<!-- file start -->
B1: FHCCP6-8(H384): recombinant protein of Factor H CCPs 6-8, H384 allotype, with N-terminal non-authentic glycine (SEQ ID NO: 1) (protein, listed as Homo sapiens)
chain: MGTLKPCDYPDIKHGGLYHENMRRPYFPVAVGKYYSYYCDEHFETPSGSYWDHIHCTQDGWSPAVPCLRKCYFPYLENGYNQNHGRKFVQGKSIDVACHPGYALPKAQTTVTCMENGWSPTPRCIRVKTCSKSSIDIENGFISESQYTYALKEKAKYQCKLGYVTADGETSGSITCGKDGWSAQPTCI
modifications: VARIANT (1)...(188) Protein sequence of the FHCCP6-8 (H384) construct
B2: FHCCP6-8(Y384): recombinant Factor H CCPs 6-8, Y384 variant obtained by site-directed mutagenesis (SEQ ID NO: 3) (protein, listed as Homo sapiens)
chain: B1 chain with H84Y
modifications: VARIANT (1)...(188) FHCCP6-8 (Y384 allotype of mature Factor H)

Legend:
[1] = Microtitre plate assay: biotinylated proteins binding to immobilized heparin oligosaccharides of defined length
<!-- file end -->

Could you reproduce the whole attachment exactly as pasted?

B1: FHCCP6-8(H384): recombinant protein of Factor H CCPs 6-8, H384 allotype, with N-terminal non-authentic glycine (SEQ ID NO: 1) (protein, listed as Homo sapiens)
chain: MGTLKPCDYPDIKHGGLYHENMRRPYFPVAVGKYYSYYCDEHFETPSGSYWDHIHCTQDGWSPAVPCLRKCYFPYLENGYNQNHGRKFVQGKSIDVACHPGYALPKAQTTVTCMENGWSPTPRCIRVKTCSKSSIDIENGFISESQYTYALKEKAKYQCKLGYVTADGETSGSITCGKDGWSAQPTCI
modifications: VARIANT (1)...(188) Protein sequence of the FHCCP6-8 (H384) construct
B2: FHCCP6-8(Y384): recombinant Factor H CCPs 6-8, Y384 variant obtained by site-directed mutagenesis (SEQ ID NO: 3) (protein, listed as Homo sapiens)
chain: B1 chain with H84Y
modifications: VARIANT (1)...(188) FHCCP6-8 (Y384 allotype of mature Factor H)

Legend:
[1] = Microtitre plate assay: biotinylated proteins binding to immobilized heparin oligosaccharides of defined length